The case highlights the importance of a handover process and communication. ICB members should provide a status report in all situations.
Case #2 raised the issue of professionalism when dealing with other parties at the cessation of a client engagement. Member (A) was contacted by Member (B) requesting information to take over a client, to which member (A) responded in a manner not aligned with how we believe a professional bookkeeper should respond. A complaint was lodged by both members as to the conduct of the other with both ICB and the TPB. A professional certified bookkeeper should always act in a professional manner at all stages of communication, especially when the relationship ends unexpectedly or abruptly. No further communication in relation to their complaints was received or requested, and a further internal review deemed the outcome of the TPB complaints process would provide for further action if required.
Case #3 raised the issue of professionalism and independence when ceasing work with a client. As noted for Case #2 the professional communication expected under the code of conduct continues beyond the cessation of a client engagement to dealings with all stakeholders. The member was cautioned that getting involved in defending the actions or reputations of a third party should still be conducted with professionalism and removal of emotion. It was deemed that no further action was to be taken.
Other We also received a number of complaints in relation to the business practices of an HR Advice Service. These matters were referred directly to the HR Advice provider for resolution. Due to varying factors, complaints from members being a contributing factor, the partnership with the HR Provider was not renewed in 2018.
During the 2017 year, we received formal complaints about two members. In both instances ICB have spoken with and provided the required advice and caution to the members concerned.
Case #1 raised the issue of Independence whereby as a professional certified bookkeeper it is your requirement to remain professionally (and personally) independent of the business and the individuals. The issue arose on the cessation of the business partnership and each partner then establishing competing businesses causing accusations and confusion over who did what to who and for who.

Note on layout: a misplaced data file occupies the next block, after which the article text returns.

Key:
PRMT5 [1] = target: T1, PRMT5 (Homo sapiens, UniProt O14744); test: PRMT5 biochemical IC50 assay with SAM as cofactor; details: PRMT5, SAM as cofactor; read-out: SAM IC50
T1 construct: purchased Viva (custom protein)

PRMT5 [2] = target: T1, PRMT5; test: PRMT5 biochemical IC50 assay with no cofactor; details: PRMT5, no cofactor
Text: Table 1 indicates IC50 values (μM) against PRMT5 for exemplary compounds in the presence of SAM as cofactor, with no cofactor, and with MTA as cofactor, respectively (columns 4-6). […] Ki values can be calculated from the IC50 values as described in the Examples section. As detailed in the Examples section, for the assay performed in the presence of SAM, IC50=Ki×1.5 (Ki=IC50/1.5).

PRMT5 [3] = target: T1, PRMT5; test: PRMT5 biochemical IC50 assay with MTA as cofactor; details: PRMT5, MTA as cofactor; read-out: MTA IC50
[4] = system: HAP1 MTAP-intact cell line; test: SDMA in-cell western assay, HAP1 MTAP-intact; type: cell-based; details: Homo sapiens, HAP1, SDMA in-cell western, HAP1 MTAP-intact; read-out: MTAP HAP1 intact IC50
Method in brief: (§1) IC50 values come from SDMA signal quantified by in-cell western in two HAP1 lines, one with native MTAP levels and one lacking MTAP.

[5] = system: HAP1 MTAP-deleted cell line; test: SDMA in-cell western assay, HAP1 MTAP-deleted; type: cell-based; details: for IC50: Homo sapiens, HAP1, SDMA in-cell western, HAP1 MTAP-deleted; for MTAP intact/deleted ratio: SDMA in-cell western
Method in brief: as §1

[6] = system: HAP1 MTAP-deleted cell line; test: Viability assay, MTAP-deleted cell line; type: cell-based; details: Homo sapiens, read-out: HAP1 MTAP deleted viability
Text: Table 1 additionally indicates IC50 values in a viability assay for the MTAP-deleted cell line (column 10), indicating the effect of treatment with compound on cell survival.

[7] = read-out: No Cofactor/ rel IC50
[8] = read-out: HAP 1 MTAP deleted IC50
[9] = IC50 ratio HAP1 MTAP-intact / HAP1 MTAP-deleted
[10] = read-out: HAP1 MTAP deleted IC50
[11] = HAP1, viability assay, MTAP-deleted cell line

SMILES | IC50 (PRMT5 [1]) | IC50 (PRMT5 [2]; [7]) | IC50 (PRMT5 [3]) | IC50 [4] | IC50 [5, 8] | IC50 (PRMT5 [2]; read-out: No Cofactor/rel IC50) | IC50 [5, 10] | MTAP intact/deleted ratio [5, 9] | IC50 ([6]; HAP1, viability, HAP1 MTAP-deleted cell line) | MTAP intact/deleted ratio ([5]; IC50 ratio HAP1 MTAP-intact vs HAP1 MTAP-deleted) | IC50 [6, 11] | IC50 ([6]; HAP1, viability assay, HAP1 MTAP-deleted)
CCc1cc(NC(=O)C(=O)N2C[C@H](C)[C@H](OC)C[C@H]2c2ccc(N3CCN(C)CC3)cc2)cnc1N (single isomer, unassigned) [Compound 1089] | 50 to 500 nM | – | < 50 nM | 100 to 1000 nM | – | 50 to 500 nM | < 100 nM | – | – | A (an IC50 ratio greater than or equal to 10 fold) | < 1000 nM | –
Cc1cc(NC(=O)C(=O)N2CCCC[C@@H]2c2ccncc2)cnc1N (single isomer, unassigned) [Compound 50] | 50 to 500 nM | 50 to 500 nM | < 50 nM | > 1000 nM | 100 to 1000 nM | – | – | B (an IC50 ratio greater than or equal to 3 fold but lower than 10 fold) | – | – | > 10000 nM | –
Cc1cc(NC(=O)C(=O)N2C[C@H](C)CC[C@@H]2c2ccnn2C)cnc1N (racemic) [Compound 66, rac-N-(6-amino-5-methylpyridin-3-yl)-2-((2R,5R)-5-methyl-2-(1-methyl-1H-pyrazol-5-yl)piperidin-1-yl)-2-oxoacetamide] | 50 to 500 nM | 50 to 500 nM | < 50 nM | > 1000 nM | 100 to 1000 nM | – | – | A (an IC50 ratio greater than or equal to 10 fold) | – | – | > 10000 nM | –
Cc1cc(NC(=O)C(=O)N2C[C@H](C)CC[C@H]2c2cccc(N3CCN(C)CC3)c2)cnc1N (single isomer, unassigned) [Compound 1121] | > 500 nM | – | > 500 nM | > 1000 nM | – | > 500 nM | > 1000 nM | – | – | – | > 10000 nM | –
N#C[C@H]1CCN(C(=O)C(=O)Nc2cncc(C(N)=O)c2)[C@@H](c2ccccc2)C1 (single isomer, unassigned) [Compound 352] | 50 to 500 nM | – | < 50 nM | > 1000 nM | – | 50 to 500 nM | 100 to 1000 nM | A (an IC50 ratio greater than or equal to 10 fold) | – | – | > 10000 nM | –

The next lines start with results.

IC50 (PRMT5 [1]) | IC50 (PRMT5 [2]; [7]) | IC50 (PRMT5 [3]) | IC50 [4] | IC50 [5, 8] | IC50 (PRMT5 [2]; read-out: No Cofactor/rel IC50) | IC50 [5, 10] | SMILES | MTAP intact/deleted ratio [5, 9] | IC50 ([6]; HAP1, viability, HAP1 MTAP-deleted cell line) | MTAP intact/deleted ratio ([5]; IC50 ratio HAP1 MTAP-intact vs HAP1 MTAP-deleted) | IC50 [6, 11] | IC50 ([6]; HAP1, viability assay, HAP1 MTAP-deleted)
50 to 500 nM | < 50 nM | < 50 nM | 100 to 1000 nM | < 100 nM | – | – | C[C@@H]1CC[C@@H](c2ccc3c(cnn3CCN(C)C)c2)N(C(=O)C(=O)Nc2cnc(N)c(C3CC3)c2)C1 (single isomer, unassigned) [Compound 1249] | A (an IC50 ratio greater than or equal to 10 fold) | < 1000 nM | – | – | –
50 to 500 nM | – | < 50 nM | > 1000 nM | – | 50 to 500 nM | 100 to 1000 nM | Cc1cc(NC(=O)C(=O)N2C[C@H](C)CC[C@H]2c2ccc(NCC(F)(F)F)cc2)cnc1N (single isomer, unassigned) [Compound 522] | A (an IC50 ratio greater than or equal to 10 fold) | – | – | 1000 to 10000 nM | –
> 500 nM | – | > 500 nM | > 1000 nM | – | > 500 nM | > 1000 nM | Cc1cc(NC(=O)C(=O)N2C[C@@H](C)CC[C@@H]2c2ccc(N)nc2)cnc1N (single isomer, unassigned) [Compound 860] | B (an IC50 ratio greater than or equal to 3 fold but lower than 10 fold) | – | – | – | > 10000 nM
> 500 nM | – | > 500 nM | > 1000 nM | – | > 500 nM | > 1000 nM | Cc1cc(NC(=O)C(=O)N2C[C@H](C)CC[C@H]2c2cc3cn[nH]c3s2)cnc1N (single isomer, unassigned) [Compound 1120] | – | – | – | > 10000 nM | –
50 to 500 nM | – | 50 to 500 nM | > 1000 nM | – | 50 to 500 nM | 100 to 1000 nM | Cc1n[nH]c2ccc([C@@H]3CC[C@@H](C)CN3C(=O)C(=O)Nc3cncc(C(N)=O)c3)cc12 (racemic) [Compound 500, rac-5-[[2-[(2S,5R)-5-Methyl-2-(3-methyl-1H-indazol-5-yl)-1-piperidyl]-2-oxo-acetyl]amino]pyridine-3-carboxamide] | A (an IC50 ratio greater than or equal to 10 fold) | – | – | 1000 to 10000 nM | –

Case #2 raised the issue of professionalism when ceasing work with a client. A professional certified bookkeeper should always provide a status report upon the cessation of an engagement. In this way there is documented evidence of the status of the work at the point of cessation, eve if the work is only partially complete.
We also received a number of concerns about the performance of an Educator that was previously listed as an ICB Accredited Training Provider. These matters were referred to the Educator for resolution. Due to the frequency and nature of complaints ICB has not purused the ongoing Accredition of that Educator.
We also received numerous complaints about the behaviour of superfunds demanding behaviour of employers that is not in line with requirements. We also dealt with many matters as to interactions with the ATO that did not always go according to the design of the ATO. ICB passed on a number of complaints to the Tax Practitioners Board on behalf of members about the behaviour of unregistered Agents. While these matters are outside the domain of the ICB complaints process, they remain within our sphere of involvement and influence.
During 2016 we received one formal complain about the behaviour of a member. Due to the complainant wishing to remain completely confidential we were unable to undertake comprehensive action however ICB did consult and advise with the member concerned.
Complaints Received and Resolved
Please address all formal complaints to:
The Institute of Certified Bookkeepers
Rialto South Tower
525 Collins Street
Melbourne VIC 3000
Email to Admin@icb.org.au